Meanwhile, Jones offers a concurrent strain following Cactus Bill (Paul Rudd) and Duck (Justin Theroux), two AWOL American military surgeons hiding out in Berlin and torturing people for the Russian mob. The former hopes to secure fake passports so he and his daughter can escape back to America, while the latter is content running a robotic prosthetic practice as an excuse to spy on little girls. Dressed in Hawaiin shirts and sporting a horseshoe mustache, Bill is an abrasive, hostile, and ever-gum-chewing character that uses Rudd’s natural charm for all the wrong reasons. Duck looks like a pedophile with his cardigan sweaters, flat hair, and perverse sense of humor. Jones writes these two characters as chummy pals, sometimes playing them for comic relief. For instance, Bill leaves his daughter at a brothel instead of hiring a babysitter, but ironically he instructs the prostitutes not to give her soda—because it’s bad for her. It’s a jarring misjudgment of character, humor, and tone that remains detrimental to the entire film.
Co-written by Michael Robert Johnson, the script eventually connects Leo’s search for Naadirah with Russian gangsters and then, predictably, leads him to both Bill and Duck. Along the way, there are detours involving the sassy sex-worker Luba (Robert Sheehan), a geisha-clad Dominic Monaghan, and even a passing appearance by Sam Rockwell as Sam Bell, his character from Moon. But early on, the viewer will notice a rampant obviousness that persists throughout Mute, both in terms of plot and theme. Jones juxtaposes his unspeaking hero with a chatterbox-of-a-villain, he contrasts Leo’s simple lifestyle with the oppressive technology of the future, and he resolves the conflict with that foreseeable moment when Leo finally speaks. It doesn’t help that Leo isn’t the brightest bulb. In one sequence, because he’s technologically limited, he spends days looking for a telephone number in a stack of phone books. It’s meant as a symbol of his doggedness to find Naadirah, but it’s about as interesting as, well, watching someone read a phone book.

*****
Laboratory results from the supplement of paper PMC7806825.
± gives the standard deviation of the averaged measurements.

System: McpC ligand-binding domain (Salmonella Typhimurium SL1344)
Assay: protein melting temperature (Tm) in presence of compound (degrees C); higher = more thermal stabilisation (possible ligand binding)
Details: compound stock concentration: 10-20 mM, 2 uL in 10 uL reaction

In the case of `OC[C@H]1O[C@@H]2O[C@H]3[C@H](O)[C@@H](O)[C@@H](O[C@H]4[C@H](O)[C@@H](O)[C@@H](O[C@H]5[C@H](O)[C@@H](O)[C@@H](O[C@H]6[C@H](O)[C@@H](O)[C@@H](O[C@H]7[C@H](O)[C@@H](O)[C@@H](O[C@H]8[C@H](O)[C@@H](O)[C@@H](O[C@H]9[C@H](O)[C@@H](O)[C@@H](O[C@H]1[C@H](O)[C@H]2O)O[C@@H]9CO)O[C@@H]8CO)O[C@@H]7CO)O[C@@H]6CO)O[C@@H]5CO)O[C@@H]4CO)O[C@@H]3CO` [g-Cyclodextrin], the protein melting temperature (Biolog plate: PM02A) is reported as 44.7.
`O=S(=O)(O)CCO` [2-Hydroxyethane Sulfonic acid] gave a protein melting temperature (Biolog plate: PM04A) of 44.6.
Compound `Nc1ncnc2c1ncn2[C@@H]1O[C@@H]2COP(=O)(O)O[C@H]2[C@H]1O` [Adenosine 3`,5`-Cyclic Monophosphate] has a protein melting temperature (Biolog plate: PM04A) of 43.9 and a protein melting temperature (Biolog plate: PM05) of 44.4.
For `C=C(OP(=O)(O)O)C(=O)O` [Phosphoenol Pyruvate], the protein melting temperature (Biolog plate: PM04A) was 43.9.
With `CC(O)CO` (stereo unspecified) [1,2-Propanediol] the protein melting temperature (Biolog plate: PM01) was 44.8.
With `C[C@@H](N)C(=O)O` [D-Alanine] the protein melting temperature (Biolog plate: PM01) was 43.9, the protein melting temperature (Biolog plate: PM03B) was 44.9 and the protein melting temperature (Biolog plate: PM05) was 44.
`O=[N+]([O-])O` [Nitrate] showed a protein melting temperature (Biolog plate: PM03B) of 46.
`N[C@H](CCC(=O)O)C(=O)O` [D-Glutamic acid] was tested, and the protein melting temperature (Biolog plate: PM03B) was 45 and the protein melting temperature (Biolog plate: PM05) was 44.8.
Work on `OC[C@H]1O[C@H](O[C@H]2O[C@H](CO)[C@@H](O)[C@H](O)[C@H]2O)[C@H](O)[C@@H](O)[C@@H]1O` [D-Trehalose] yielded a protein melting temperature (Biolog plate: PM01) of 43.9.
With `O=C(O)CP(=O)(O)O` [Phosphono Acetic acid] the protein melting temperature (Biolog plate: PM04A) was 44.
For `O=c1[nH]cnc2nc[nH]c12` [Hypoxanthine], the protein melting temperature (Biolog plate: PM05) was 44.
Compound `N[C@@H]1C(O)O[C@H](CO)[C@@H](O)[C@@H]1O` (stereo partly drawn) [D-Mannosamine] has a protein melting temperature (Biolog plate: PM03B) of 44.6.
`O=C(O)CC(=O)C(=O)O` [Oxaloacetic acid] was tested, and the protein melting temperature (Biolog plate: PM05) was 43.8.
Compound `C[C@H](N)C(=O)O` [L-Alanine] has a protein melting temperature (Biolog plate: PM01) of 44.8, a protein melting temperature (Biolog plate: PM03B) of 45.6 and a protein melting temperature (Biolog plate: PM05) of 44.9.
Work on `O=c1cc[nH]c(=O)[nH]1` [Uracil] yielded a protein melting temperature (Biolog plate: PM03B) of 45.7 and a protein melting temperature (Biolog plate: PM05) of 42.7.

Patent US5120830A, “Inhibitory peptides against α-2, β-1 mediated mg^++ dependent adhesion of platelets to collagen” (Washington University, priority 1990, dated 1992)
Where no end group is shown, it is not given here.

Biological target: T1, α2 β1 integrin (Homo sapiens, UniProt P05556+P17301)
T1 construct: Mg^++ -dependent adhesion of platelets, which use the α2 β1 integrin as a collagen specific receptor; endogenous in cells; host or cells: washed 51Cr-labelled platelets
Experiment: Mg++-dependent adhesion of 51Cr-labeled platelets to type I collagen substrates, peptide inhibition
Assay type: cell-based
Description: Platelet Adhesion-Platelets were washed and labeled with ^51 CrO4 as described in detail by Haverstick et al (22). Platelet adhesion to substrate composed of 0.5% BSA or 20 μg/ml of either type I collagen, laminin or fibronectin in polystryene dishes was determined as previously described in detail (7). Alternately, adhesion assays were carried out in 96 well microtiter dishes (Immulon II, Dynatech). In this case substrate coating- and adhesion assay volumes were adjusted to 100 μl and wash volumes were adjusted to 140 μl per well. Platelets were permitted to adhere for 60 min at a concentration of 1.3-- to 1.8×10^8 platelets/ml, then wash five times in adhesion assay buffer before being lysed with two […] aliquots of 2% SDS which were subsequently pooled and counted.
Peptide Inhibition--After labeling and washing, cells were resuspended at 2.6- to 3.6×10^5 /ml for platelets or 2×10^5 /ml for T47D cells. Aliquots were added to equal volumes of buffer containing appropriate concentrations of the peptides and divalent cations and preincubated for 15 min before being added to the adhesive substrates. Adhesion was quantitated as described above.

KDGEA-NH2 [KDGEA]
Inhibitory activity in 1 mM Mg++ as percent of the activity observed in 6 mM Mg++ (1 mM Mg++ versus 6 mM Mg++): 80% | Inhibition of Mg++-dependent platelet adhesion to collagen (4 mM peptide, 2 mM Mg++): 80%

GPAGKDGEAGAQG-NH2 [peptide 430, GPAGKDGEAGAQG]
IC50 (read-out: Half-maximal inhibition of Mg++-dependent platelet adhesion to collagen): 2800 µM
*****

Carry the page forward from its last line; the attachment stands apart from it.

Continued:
Because the material remains so unengaging, my mind could not help but wander during the film, which is never a good sign. I found myself thinking about the narrative structure, and I could see the screenwriting at work. And Mute is the kind of film that treats its developments as revelatory, even though you figured them out an hour earlier. I wanted to love Mute, I really did. Regardless of his inconsistent output, Jones is a fascinating filmmaker. But the film’s inconsistent use of mood and plotting is evident within the first few minutes, and it only becomes worse in the ensuing two hours. Clint Mansell’s generic score doesn’t improve matters, as it belongs on a cheesy television drama, but then so does the dialogue. At least the film has plenty of neat sci-fi details and atmospheric visuals, and cinematographer Gary Shaw captures this futureworld with a lovely use of color, informed by countless cyberpunk and techno-centric genre sources. Of course, a setting isn’t a film, and Jones fails to create characters or situations that stir our emotions, leaving Mute feeling empty and transparent.